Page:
NVIDIA Multi-Process Service (MPS)

Photo by Massimo Botturi on Unsplash

Multi-Process Service (MPS) is a client-server implementation of the CUDA Application Programming Interface (API) for running multiple processes concurrently on the same GPU.

The server manages GPU access providing concurrency between clients. Clients connect to it through the client runtime, which is built into the CUDA Driver library and may be used transparently by any CUDA application.

Multi-Process control on a NVIDIA Volta architecture. Image from NVIDIA documentation.

Benefits of MPS

MPS provides the following benefits:

  • GPU utilization: A single process may not utilize all the compute and memory-bandwidth capacity available on the GPU. MPS allows kernel and memcopy operations from different processes to overlap on the GPU, achieving higher utilization and shorter running times.
  • Reduced on-GPU context storage: Without MPS each CUDA processes using a GPU allocates separate storage and scheduling resources on the GPU. In contrast, the MPS server allocates one copy of GPU storage and scheduling resources shared by all its clients. Volta MPS supports increased isolation between MPS clients, so the resource reduction is to a much lesser degree.
  • Reduced GPU context switching: Without MPS, when processes share the GPU their scheduling resources must be swapped on and off the GPU. The MPS server shares one set of scheduling resources between all of its clients, eliminating the overhead of swapping when the GPU is scheduling between those clients.

When to Use MPS

The MPS can be very useful when:

  • Each application process does not generate enough work to saturate the GPU.
  • The application shows a low GPU occupancy because of a small number of threads-per-grid, and performance improvements may be achievable with MPS.
  • The problem size is held fixed while the compute capacity (node, CPU core and/or GPU count) is increased in strong-scaling situations.


MPS consists of several components, including a Control Daemon Process, a Client Runtime, and a Server Process. The Control Daemon is responsible for starting and stopping the server and coordinating connections between clients and servers, while the Client Runtime is built into the CUDA Driver library and may be used transparently by any CUDA application. The Server is the clients' shared connection to the GPU and provides concurrency between clients. More information on the architecture of MPS is available in its official documentation.

Dynamic GPU Partitioning in Kubernetes

It is possible to automate GPU partitioning for workloads on a Kubernetes cluster using Nos, an open-source module. Nos enables users to specify the compute and memory requirements for each pod, and automatically partitions the GPU to allocate only the necessary resources to the pod. With Nos, GPUs are utilized to their fullest potential.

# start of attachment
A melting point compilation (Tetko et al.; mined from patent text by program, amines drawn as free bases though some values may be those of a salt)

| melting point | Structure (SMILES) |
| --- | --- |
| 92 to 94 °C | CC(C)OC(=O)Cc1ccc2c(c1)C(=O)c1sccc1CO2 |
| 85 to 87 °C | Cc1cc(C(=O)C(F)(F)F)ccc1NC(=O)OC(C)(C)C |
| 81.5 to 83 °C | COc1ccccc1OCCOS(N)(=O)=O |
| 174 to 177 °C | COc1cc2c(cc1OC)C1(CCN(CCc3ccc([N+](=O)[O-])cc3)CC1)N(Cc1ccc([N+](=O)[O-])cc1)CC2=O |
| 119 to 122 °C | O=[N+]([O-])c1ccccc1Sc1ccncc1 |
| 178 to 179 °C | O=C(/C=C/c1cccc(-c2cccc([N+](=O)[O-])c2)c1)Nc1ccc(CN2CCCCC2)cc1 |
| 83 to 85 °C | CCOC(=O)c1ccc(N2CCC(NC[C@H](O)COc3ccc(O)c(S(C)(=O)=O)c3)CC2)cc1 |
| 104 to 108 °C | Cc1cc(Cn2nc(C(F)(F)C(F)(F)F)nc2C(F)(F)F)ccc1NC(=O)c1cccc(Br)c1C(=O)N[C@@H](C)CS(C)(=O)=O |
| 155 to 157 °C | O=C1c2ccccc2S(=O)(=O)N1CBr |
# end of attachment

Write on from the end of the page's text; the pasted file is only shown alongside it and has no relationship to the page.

Alternatives to MPS for GPU partitioning

There are two alternatives to MIG to partition GPUs: time-slicing and NVIDIA MIG.


Time-slicing consists of oversubscribing a GPU leveraging its time-slicing scheduler, which executes multiple CUDA processes concurrently through temporal sharing.

This means that the GPU shares its compute resources among the different processes in a fair-sharing manner by switching between processes at regular intervals of time. This generates a computing time overhead related to the continuous context switching, which translates into jitter and higher latency.

Time-slicing is supported by basically every GPU architecture and is the simplest solution for sharing a GPU in a Kubernetes cluster. However, constant switching among processes creates a computation time overhead. Also, time-slicing does not provide any level of memory isolation among the processes sharing a GPU, nor any memory allocation limits, which can lead to frequent Out-Of-Memory (OOM) errors.

NVIDIA Multi-Instance GPU (MIG)

MIG technology from NVIDIA allows a single GPU to be partitioned into up to seven completely separate instances, each with its own dedicated high-bandwidth memory, cache, and compute cores. This greatly increases the number of users who can access the GPU, and maximizes GPU usage by allocating resources efficiently.

MIG is supported on NVIDIA H100, A100, and A30 Tensor Core GPUs. H100 further enhances MIG by providing multi-tenant, multi-user configurations in virtualized environments, ensuring secure isolation of each instance with confidential computing at the hardware and hypervisor level.

MIG, along with MPS, can be leveraged on Kubernetes with the opensource module Nos to automatically maximize GPU utilization in the cluster.


Overall, MPS can provide significant benefits to multi-process CUDA applications and can be a valuable tool for achieving greater levels of execution performance on NVIDIA GPUs.


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